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Christopher Columbus[a] (/kəˈlʌmbəs/[3] c. 31 October 1451 – 20 May 1506) was an Italian explorer, navigator, and colonizer. Born in the Republic of Genoa,[4] under the auspices of the Catholic Monarchs
Catholic Monarchs
of Spain
Spain
he completed four voyages across the Atlantic Ocean. Those voyages and his efforts to establish settlements on the island of Hispaniola, initiated the permanent European colonization of the New World. At a time when European kingdoms were beginning to establish new trade routes and colonies, motivated by imperialism and economic competition, Columbus proposed to reach the East Indies
East Indies
(South and Southeast Asia) by sailing westward. This eventually received the support of the Spanish Crown, which saw a chance to enter the spice trade with Asia
Asia
through this new route. During his first voyage in 1492, he reached the New World
New World
instead of arriving in Japan
Japan
as he had intended, landing on an island in the Bahamas archipelago that he named San Salvador. Over the course of three more voyages, he visited the Greater and Lesser Antilles, as well as the Caribbean coast of Venezuela
Venezuela
and Central America, claiming all of it for the Crown of Castile. Though preceded by short-lived Norse colonization of North America
Norse colonization of North America
led by Leif Erikson
Leif Erikson
in the 11th century,[5][6] Columbus is the European explorer credited with establishing and documenting routes to the Americas, securing lasting European ties to the Americas, and inaugurating a period of exploration, conquest, and colonization that lasted for centuries. His exertions thereby strongly contributed to the development of the modern Western world. He also founded the transatlantic slave trade and has been accused by several historians of initiating the genocide of the Hispaniola
Hispaniola
natives. Columbus himself saw his accomplishments primarily in the light of spreading the Catholic religion.[7] Columbus had set course in hopes of finding a western route to the Indies
Indies
(Asia). He called the inhabitants of the lands that he visited indios (Spanish for "Indians").[8][9][10] His strained relationship with the Spanish crown and its appointed colonial administrators in America led to his arrest and dismissal as governor of the settlements on the island of Hispaniola
Hispaniola
in 1500, and later to protracted litigation over the benefits that he and his heirs claimed were owed to them by the crown.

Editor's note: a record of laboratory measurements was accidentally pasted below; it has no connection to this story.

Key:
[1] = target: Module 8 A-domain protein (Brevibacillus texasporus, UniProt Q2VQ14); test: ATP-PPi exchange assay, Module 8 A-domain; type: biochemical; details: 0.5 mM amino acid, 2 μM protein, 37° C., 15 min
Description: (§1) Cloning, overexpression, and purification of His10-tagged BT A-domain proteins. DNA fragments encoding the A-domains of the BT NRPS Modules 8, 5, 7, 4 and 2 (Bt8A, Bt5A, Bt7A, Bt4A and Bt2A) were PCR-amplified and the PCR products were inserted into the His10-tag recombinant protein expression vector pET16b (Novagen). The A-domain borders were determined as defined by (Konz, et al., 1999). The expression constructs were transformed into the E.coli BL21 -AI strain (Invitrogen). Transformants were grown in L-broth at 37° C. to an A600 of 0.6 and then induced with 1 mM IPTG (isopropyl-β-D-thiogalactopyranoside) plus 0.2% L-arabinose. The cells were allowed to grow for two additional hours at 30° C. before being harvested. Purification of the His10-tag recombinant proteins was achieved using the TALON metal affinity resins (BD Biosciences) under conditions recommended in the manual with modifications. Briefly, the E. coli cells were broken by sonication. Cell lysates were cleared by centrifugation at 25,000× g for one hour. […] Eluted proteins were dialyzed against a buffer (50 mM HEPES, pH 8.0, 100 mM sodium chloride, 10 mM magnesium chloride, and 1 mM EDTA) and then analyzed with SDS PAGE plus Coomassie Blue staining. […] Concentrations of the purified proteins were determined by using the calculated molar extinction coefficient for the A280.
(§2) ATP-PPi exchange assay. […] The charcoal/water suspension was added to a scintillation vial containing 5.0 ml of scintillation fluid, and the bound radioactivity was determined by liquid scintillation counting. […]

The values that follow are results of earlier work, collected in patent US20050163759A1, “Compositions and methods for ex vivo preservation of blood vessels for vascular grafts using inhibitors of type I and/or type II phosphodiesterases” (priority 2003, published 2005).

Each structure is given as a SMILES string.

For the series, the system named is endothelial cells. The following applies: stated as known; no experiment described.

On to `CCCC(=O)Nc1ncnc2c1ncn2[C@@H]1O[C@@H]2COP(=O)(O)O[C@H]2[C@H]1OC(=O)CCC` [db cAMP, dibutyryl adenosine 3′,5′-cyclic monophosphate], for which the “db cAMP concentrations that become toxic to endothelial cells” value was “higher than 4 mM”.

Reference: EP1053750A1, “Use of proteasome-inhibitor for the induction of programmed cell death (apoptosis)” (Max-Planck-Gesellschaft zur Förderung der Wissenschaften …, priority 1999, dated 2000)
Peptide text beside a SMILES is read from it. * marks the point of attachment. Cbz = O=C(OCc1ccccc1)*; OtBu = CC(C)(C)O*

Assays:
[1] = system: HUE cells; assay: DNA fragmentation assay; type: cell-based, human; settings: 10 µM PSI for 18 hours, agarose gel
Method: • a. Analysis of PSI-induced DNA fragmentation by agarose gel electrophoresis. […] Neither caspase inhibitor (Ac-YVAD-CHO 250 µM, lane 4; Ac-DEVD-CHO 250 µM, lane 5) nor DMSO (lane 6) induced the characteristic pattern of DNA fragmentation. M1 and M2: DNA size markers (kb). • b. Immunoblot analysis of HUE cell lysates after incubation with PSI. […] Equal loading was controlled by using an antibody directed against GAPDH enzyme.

Contents

1 Early life 2 Quest for Asia

2.1 Background 2.2 Geographical considerations 2.3 Nautical considerations 2.4 Quest for financial support for a voyage 2.5 Agreement with the Spanish crown

3 Voyages

3.1 First voyage 3.2 Second voyage 3.3 Third voyage 3.4 Fourth voyage

4 Accusations of tyranny 5 Later life 6 Illness and death 7 Commemoration 8 Legacy

8.1 Discoverer 8.2 Flat Earth
Flat Earth
mythology 8.3 America as a distinct land 8.4 Criticism in modern scholarship

9 Physical appearance 10 See also 11 Notes 12 References

12.1 Bibliography

13 Further reading 14 External links

Early life Further information on Columbus's birthplace and family background: Origin theories of Christopher Columbus

Christopher Columbus
Christopher Columbus
at the gates of the monastery of Santa María de la Rábida with his son Diego, by Benet Mercadé

The name Christopher Columbus
Christopher Columbus
is the Anglicisation of the Latin Christophorus Columbus. His name in Ligurian is Cristòffa Cónbo, in Italian Cristoforo Colombo and in Spanish Cristóbal Colón.[4] He was born before 31 October 1451 in the territory of the Republic of Genoa (now part of modern Italy), though the exact location remains disputed.[11][b] His father was Domenico Colombo,[4] a middle-class wool weaver who worked both in Genoa
Genoa
and Savona
Savona
and who also owned a cheese stand at which young Christopher worked as a helper. His mother was Susanna Fontanarossa.[4] Bartolomeo, Giovanni Pellegrino, and Giacomo were his brothers. Bartolomeo worked in a cartography workshop in Lisbon
Lisbon
for at least part of his adulthood.[12] He also had a sister named Bianchinetta.[13] Columbus never wrote in his native language, which is presumed to have been a Genoese variety of Ligurian (his name would translate in the 16th-century Genoese language as Christoffa[14] Corombo[15] Ligurian pronunciation: [kriˈʃtɔffa kuˈɹuŋbu][16][17]). In one of his writings, he says he went to sea at the age of 10. In 1470, the Columbus family moved to Savona, where Domenico took over a tavern. In the same year, Christopher was on a Genoese ship hired in the service of René of Anjou to support his attempt to conquer the Kingdom of Naples. Some modern historians have argued that he was not from Genoa but, instead, from the Aragon
Aragon
region of Spain[18] or from Portugal.[19] These competing hypotheses have generally been discounted by mainstream scholars.[20][21]

Columbus's copy of The Travels of Marco Polo, with his handwritten notes in Latin
Latin
written on the margins

In 1473, Columbus began his apprenticeship as business agent for the important Centurione, Di Negro and Spinola families of Genoa. Later, he allegedly made a trip to Chios, an Aegean island then ruled by Genoa.[22] In May 1476, he took part in an armed convoy sent by Genoa to carry valuable cargo to northern Europe. He docked in Bristol, England[23] and Galway, Ireland. In 1477, he was possibly in Iceland.[4] In the autumn of 1477, he sailed on a Portuguese ship from Galway
Galway
to Lisbon, where he found his brother Bartolomeo, and they continued trading for the Centurione family. Columbus based himself in Lisbon
Lisbon
from 1477 to 1485. He married Filipa Moniz Perestrelo, daughter of the Porto Santo
Porto Santo
governor and Portuguese nobleman of Lombard origin Bartolomeu Perestrello.[24] In 1479 or 1480, his son Diego Columbus
Diego Columbus